Release Date : Aug 08,2013
Chennai Express
Review by : Kaushik L M
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Production: Gauri Khan
Cast: Deepika Padukone, Shahrukh Khan
Direction: Rohit Shetty
Screenplay: Robin Bhatt, Sajid-Farhad, Yunus Sajawal
Story: K. Subaash
Background score: Vishal–Shekhar
Cinematography: Dudley
Dialogues: Rohit Shetty
Editing: Steven H. Bernard
Distribution: UTV Motion Pictures
Extravagant commercial filmmaker Rohit Shetty teams up with Shahrukh Khan for the first time in Chennai Express, a movie which has a distinct Tamil flavor as there are many prominent actors from the Tamil space making an appearance in the movie. 
The plot is about Rahul, a 40 year old Mumbaikar who is down on luck when it comes to romance. After the death of his 99 year old grandfather, his grandmother wants him to travel to Rameshwaram down South, to immerse his grandfather’s ashes.
Here begins his tryst with Chennai Express, as he encounters Meenamma and her goon cousins. After this, it’s a cat and mouse game which involves a lot of drama, running, chasing, hiding, of course romance and the ultimate cliched resolution.
The first half of the movie is peppered with some comedy as the train scenes when SRK is stuck up with the goons and the way he communicates with Deepika through Hindi songs are a bit funny. The little portion at the start with the granddad, a big Sachin fan, also makes some emotional connect.
But the main romance is lifeless, lacks depth and we don’t root for the lovers to unite. Therefore, even when the hero spurts out a big emotional monologue about ‘pyaar’ and ‘bada dil’ and later unimaginably bashes his burly enemies to pulp, we aren’t affected in anyway. 
Shahrukh is energetic as always but tries too hard to be funny and overacts at times. The 'Don't underestimate the power of a common man' punch dialogue is lifted by SRK's inimitable style and charm.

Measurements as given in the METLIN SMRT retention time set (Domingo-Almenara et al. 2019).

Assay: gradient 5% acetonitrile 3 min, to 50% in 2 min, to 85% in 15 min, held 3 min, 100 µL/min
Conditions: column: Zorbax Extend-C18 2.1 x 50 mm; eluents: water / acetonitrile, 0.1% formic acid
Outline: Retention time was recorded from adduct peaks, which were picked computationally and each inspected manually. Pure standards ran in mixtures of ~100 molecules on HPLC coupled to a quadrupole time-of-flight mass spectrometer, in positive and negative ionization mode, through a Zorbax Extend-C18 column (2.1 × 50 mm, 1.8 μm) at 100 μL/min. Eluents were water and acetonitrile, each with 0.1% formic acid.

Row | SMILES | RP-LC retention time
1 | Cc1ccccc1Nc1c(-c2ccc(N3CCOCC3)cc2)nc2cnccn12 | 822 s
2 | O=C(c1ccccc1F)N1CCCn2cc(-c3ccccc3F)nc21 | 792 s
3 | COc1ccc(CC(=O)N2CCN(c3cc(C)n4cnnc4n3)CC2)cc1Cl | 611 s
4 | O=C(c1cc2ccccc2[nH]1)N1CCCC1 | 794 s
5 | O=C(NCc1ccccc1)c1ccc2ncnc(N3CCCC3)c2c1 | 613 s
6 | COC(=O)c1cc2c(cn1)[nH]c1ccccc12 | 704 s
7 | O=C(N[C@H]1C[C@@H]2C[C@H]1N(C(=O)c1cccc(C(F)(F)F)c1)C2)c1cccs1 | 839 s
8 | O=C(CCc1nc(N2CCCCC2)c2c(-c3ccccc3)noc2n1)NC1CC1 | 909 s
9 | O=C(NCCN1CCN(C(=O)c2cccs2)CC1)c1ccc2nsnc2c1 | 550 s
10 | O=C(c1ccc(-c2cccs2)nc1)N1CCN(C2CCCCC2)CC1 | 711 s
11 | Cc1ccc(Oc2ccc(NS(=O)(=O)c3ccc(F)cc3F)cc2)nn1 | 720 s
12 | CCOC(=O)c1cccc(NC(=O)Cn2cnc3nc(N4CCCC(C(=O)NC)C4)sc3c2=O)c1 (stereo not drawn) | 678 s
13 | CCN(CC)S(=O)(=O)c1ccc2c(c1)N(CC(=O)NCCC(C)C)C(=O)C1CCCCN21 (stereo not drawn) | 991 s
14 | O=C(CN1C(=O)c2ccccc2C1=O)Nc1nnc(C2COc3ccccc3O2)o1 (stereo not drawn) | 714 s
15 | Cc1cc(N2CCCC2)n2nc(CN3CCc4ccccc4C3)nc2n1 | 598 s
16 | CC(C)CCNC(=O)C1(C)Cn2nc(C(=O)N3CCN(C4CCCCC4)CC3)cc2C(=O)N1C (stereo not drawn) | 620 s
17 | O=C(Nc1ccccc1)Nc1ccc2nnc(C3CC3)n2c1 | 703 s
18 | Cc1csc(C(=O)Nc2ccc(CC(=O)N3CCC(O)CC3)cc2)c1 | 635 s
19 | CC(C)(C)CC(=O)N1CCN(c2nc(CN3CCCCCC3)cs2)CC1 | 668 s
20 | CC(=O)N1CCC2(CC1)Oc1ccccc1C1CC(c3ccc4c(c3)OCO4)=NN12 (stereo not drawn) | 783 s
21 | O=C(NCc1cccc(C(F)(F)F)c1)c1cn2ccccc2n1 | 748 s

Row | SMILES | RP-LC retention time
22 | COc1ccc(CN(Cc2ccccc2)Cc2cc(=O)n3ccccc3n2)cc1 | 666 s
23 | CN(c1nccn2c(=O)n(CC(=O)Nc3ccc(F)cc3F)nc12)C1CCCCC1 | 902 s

Tamilians speak neither Tamil nor Hindi like how Deepika does in the movie and this outing is a big downer for her, after some sterling performances in Cocktail and Yeh Jawaani Hai Deewani. It’s an ear-sore listening to some of the words spoken the way, she does in the movie. Who gave the team the idea that Deepika should speak like this? Are there living specimens who actually speak like her? Highly questionable. 
She is all decked up in rich sarees, half-sarees and jewels and there isn’t a trace of Tamil nativity in her as she appears more like a rich Malayali. The lush green surroundings, lakes, mountains and the usage of ‘Kathakali’ elements in the songs, again add to the Kerala 'flavour' of the movie. 
Sathyaraj is just there as a puppet in few scenes after a super build-up at the start. Some well-known Tamil villain artistes add to the comedy of the movie and have made a mark. Nikitin Dheer has to be among the most monstrous men in Indian cinema and seeing him getting bashed by a wiry SRK in the end, is again a typical cinematic exercise. 
The first half has just one item song featuring Priyamani while the second half has 3 songs in quick succession and though ‘Titli’ and ‘Kashmir Main’ are hummable, the impact on screen isn’t there. The 'Lungi Dance' at the end is not a tribute to Rajini, but a farce. 
The film has the production values that you would associate with an SRK, Rohit Shetty film but the action scenes and chases could have been done much much better given the reputation that Rohit carries as an ace action designer. The climax fights are so farcical and implausible. 
Added to this, we have scenes totally lifted from landmark South movies such as Muthu and Okkadu (Ghilli). Even North audiences might find more than a slight resemblance to the plot of Jab We Met. 
On the whole, the film might probably work with the family audiences, kids and the masses looking for some mindless festival entertainment, but there is no originality or novelty in the movie. Given the star power and such a wide release, the box-office might be receptive.
Verdict: Many stereotypes and a few segments of mindless entertainment
( 1.75 / 5.0 )



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